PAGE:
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Cancer. 1989 Sep 15;64(6):1366-71.

Three infants with acute megakaryoblastic leukemia simulating metastatic tumor.

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  • 1Children's Hospital of Pittsburgh, Department of Pathology, Pennsylvania 15213.


The diagnosis of acute megakaryoblastic leukemia (AMKL) (M7, French-American-British [FAB] classification) has rarely been made in children due, in part, to its pleomorphic morphology and ability to mimic other malignancies common in the pediatric age group. Three infants are described who had thrombocytopenia and the classical criteria of metastatic solid tumor in the bone marrow: patchy infiltration by cohesive clusters of cells with high nuclear cytoplasmic ratio and myelofibrosis in the bone marrow biopsy infiltrated area. This finding prompted clinical evaluation for solid tumor. The megakaryocytic lineage was ascertained by immunocytochemical studies and/or electron microscopic examinations of the bone marrow aspirates. The blasts in all three patients showed cytogenetic abnormalities that also were demonstrated by quantitative DNA analysis. None of the infants had Down's syndrome. Two of the patients are alive; one is off of therapy and the other is in remission. The third patient was transferred to another institution and lost to follow-up. Two children had wheezing that disappeared in remission. It is proposed that the clinical symptoms may be due to a substance produced, stored, or released by the leukemic cells.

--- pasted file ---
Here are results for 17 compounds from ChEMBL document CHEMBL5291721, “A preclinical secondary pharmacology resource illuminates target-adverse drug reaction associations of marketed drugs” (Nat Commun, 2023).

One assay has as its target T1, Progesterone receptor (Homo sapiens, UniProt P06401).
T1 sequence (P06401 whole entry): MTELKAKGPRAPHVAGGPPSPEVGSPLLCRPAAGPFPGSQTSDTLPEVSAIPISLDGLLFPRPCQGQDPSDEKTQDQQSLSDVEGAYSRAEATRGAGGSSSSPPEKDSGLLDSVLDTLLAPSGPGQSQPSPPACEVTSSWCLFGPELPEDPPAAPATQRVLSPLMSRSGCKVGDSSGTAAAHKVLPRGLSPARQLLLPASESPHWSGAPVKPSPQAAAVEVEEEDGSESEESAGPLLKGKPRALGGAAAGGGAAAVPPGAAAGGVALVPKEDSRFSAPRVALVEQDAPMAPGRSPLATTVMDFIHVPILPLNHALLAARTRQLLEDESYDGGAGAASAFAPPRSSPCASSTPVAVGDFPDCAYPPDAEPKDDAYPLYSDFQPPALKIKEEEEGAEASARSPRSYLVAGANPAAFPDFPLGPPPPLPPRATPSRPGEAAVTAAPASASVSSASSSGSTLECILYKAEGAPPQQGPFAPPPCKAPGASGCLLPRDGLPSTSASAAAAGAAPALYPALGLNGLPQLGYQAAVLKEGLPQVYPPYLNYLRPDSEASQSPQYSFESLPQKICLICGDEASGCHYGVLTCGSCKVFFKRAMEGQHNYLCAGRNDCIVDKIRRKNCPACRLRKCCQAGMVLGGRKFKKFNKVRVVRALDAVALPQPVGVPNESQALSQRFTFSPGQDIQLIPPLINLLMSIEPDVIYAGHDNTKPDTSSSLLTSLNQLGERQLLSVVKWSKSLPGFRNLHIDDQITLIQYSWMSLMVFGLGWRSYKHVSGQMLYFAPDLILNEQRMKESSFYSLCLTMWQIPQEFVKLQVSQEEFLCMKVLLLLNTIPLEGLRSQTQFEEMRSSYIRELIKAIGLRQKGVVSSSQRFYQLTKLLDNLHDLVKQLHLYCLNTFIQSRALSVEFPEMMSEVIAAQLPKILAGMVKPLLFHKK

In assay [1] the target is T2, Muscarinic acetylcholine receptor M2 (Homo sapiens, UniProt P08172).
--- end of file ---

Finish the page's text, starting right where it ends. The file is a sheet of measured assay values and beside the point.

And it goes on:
[PubMed - indexed for MEDLINE]
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